Inverse Trigonometric Functions

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The applet below illustrates the relationship between a trigonometric function and its inverse. The first graph is f(x), the "inner" function, and the second graph is g(x), the "outer" function. The final graph shows the composition g(f(x). Note the following:

If f and g are true inverses, then g(f(x))=x and f(g(x))=x.
Starting with
f(x)=arcsin(x) and g(x)=sin(x) in the applet below, we see that indeed, g(f(x))=sin(arcsin(x))=x.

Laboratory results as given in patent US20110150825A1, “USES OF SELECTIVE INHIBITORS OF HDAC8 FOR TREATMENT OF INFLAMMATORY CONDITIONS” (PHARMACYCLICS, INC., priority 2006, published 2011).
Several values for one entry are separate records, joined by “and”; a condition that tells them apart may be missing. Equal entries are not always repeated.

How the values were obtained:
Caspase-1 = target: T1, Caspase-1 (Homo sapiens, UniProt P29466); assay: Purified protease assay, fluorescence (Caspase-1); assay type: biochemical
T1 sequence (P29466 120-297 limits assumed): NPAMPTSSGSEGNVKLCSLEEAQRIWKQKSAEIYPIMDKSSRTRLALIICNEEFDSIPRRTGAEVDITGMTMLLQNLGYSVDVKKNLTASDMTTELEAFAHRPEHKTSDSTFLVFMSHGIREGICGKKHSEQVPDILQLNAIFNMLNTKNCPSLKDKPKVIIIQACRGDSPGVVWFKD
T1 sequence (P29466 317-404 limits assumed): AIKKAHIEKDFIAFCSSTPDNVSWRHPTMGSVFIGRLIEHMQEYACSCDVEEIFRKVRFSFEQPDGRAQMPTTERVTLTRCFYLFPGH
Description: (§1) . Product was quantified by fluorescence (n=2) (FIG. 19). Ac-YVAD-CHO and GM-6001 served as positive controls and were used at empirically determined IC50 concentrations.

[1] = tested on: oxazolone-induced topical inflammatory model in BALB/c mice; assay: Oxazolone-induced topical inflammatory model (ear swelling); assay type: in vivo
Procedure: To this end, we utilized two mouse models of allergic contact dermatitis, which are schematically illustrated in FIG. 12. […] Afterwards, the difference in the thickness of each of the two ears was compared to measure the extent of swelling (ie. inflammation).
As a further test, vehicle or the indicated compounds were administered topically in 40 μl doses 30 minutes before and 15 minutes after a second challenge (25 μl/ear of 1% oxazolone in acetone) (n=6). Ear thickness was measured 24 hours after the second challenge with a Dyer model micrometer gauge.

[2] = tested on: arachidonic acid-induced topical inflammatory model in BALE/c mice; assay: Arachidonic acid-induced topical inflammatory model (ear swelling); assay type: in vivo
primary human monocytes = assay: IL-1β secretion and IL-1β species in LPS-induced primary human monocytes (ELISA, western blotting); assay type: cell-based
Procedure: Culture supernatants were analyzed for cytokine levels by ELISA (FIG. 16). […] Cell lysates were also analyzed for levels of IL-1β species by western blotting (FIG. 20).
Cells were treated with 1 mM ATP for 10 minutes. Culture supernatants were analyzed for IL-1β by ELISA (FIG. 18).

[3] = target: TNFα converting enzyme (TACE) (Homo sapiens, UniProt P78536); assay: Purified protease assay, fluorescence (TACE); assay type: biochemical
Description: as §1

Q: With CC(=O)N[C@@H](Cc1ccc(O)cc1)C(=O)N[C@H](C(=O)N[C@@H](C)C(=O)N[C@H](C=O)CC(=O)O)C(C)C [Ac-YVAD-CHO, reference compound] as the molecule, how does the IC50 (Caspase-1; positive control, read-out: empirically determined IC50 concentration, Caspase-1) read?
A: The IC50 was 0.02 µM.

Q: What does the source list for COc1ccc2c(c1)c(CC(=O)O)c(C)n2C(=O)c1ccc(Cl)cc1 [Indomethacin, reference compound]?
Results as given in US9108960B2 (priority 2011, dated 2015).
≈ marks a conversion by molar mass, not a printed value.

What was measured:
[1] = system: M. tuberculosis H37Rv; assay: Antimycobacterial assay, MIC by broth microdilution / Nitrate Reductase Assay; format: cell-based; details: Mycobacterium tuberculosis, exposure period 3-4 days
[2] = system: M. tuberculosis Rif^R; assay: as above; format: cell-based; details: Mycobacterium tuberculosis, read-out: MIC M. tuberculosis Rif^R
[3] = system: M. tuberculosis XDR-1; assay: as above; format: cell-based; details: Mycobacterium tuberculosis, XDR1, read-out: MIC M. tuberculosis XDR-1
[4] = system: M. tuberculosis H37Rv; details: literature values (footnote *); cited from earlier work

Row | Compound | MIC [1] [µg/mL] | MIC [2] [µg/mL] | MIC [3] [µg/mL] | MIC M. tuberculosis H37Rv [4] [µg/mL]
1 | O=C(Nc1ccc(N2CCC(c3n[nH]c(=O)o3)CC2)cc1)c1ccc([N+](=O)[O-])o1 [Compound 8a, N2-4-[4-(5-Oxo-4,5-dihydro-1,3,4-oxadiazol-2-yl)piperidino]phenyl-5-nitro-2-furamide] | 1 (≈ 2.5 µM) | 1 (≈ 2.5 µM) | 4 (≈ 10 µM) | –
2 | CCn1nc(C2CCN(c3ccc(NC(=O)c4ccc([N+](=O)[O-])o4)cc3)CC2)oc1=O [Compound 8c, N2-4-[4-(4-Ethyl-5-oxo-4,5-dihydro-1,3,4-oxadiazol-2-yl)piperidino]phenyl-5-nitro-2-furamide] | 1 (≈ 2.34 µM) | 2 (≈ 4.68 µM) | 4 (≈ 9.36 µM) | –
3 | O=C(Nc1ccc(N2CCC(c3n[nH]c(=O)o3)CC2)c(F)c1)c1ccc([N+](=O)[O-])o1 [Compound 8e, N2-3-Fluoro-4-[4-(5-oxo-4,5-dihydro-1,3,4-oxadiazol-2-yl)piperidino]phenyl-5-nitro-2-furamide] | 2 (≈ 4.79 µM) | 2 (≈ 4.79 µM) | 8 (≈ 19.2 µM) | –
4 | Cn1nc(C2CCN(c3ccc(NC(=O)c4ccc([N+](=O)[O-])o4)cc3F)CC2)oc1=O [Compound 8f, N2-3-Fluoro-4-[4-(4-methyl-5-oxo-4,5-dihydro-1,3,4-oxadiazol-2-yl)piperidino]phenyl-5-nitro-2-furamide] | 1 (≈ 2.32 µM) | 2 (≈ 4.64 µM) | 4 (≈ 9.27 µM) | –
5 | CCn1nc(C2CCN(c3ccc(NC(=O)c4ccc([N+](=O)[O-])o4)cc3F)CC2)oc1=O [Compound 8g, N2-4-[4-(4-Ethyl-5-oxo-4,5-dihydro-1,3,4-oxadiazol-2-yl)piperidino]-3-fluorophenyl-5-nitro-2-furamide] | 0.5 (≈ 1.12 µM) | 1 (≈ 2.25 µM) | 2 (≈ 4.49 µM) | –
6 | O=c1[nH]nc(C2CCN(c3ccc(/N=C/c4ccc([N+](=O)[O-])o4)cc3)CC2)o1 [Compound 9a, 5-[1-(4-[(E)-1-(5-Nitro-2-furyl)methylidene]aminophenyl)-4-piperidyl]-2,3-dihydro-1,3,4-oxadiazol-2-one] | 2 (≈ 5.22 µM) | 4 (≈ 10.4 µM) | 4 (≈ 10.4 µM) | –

Now interchange f and g in the applet by choosing the second example in the list at the top and clicking on the Load Example button. What is
arcsin(sin(x))? How do explain your result?

FunctionComposition applet written by David Eck (

Remember that arcsin(sin(x))=x only on the interval [-pi/2,pi/2]. So outside this interval, this identity does not hold. For example, arcsin(sin(pi))=arcsin(0)=0 and arcsin(sin(3*pi/2))=arcsin(-1)=-pi/2.

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